During this period, Zala was a much sought-after artist with several works in public spaces to his name. Chief among them was a memorial to the assassinated statesman, former Prime Minister István Tisza on Kossuth Square, Budapest, which was removed in 1948, then renovated and re-inaugurated in 2014. Zala’s sculptures owed their popularity to their vivid expressive force and brilliantly resourceful, individualistic execution. His students learned many of his professional skills and took an active role in the creation of war memorials. One of them, Antal Orbán, assisted him in the realisation of the Tisza Memorial and created the side figures. He belonged to a younger generation. He cast six war memorials, including those erected in Dunaföldvár and Tolna. These memorials, each portraying three figures, represent a rare type of the genre. A talented sculptor with academic erudition, Orbán favoured a style akin to that of Zala, albeit without the latter’s virtuoso touch with surfaces. Instead, he proved himself as a master of grouping individual figures in a particularly dynamic manner. The protagonist of the composition in Tolna is the allegorical figure of Hungary. Her gesture harks back to classic examples such as Bertalan Székely’s painting The Women of Eger, while the wounded soldier she supports on her knee recalls Michelangelo’s Pietà.
Far more common were memorials employing just two figures. A case in point are the works of György Ősz Nemes, who often returned to the motif of the soldier taking farewell of his child, realised with poignant tenderness and sorrow. Indeed, these sentiments characterised many sculptures at a time when families without anyone missing meant the exception to the rule. Like other disciples of Zala, György Ősz Nemes belonged to a younger generation (he was born in 1885). He entered the war as a general conscript, fell into captivity, and was taken to Asinara, the “Donkey Island” off Sardinia. He was lucky to survive. Apart from his nine war memorials, he is known for various reliefs, portraits, genre paintings, and works treating sacred themes.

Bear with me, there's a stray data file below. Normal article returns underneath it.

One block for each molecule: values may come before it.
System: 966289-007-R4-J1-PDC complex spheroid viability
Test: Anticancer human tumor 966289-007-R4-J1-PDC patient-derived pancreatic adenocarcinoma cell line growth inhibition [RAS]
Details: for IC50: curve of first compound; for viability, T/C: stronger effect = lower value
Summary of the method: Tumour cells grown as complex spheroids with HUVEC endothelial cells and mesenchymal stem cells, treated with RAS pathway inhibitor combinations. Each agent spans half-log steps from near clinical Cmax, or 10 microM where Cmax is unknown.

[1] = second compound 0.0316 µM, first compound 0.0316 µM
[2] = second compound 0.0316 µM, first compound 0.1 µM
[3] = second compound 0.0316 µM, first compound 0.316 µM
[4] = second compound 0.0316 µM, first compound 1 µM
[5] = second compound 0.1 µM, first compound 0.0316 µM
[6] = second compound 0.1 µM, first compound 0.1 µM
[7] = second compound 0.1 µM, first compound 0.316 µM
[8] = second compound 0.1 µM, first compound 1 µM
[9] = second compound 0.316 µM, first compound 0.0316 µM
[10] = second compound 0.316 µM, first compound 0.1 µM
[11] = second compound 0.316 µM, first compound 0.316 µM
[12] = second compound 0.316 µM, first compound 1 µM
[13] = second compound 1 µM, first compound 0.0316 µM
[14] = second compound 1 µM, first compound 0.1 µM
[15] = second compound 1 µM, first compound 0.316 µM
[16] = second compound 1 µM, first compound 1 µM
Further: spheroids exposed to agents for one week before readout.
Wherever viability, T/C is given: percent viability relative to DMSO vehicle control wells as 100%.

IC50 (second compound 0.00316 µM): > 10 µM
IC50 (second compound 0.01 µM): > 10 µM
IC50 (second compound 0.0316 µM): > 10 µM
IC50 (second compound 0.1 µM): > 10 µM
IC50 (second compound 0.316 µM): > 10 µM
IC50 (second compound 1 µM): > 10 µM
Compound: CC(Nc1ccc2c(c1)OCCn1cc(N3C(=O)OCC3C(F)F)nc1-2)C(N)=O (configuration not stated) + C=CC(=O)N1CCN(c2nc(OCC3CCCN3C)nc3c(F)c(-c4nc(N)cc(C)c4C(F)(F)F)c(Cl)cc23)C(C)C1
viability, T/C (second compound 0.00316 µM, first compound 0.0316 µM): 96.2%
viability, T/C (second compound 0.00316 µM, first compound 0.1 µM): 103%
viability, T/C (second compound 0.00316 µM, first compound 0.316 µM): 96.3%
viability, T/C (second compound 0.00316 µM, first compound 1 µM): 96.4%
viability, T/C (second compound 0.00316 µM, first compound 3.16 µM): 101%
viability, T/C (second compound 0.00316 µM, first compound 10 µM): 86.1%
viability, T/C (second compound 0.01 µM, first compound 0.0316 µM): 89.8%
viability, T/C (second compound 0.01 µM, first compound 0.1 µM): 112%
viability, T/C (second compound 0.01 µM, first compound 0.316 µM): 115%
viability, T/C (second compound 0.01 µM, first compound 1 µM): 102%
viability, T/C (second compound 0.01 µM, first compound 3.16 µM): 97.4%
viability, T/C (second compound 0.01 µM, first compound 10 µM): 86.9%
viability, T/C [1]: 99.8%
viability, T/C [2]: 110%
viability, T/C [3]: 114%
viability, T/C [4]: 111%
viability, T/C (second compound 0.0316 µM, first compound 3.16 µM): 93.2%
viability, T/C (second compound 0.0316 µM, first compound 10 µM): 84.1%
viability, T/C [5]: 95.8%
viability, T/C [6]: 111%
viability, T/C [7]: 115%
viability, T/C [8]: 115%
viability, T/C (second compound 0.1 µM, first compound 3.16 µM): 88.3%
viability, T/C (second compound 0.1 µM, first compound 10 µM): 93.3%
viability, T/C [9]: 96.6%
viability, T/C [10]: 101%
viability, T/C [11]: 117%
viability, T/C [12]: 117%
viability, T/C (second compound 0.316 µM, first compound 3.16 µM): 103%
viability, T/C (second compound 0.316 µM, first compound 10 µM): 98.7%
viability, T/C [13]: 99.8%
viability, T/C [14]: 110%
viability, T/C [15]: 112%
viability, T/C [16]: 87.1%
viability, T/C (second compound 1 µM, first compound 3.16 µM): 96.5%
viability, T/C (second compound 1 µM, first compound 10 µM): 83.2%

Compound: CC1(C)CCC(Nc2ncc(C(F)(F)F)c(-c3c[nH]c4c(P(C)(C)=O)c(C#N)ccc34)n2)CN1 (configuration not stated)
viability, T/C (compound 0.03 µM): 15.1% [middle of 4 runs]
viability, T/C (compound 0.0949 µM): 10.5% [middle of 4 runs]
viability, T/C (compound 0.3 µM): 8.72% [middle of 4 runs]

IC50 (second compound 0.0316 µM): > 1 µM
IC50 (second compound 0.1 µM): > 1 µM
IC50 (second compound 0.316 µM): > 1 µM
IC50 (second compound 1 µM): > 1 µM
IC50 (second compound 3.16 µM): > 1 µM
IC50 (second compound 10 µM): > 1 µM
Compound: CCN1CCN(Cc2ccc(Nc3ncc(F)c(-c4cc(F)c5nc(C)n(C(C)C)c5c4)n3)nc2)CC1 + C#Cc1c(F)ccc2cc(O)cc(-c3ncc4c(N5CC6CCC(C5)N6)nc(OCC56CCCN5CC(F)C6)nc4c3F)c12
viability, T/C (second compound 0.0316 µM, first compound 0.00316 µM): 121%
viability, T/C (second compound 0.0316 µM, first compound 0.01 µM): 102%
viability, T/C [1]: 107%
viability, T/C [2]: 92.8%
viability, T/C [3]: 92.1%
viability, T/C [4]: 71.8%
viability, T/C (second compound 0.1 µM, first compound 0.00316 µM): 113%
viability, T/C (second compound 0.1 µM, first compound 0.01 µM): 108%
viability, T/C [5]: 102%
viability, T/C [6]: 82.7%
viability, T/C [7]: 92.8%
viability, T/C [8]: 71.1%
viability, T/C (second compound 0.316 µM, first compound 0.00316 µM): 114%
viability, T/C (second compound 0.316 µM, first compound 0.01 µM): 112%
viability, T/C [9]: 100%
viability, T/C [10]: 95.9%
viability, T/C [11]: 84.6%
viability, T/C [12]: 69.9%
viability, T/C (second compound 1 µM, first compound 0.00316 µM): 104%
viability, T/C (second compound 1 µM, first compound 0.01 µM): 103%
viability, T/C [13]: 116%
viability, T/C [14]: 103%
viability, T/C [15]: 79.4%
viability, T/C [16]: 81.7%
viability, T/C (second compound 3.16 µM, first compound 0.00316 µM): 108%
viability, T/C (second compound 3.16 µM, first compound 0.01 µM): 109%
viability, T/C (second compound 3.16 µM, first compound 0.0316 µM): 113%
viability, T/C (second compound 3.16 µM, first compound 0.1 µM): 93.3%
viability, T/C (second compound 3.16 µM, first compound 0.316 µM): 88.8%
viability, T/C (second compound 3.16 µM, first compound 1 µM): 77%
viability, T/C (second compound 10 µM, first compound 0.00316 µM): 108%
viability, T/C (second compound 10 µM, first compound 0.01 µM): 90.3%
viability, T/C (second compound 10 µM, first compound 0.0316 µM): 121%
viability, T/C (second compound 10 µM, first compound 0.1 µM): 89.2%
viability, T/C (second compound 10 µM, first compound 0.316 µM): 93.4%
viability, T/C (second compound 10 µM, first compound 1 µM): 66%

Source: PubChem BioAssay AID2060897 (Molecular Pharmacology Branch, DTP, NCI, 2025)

Surpassing his output twofold, Lőrinc Siklódy designed over twenty war memorials. His rich and varied oeuvre includes a number of sepulchres, and tombs. The most famous of these is the tomb of the great dramatist József Katona in Kecskemét, made in collaboration with Ferenc Márton. Yet where Siklódy truly distinguished himself was in the category of public sculpture, and particularly of war memorials. The first was erected in 1923, his last in 1943. Many of these works portray a soldier holding a flag or a rifle. The one in Püspökhatvan is shown blowing a horn; the one in Tápiószentmárton is represented in the heat of battle action. Like his contemporaries, Siklódy also attempted the allegory of the Holy Mother as Patrona Hungariae, as seen in the memorial unveiled in Tiszaalpár in 1926. The figure wearing the Holy Crown of Hungary stands on the pedestal with her eyes closed, her torso clad in armour, her dress and her veil over her shoulders undulating for a painting-like effect. Siklódy’s most grandiose work, displayed in Sopron, is a monument to the memory of the 17,564 troops of the 18th volunteer infantry regiment killed in action. The composition in bronze portrays a soldier setting off to war, accompanied by his wife with their small child in her arms.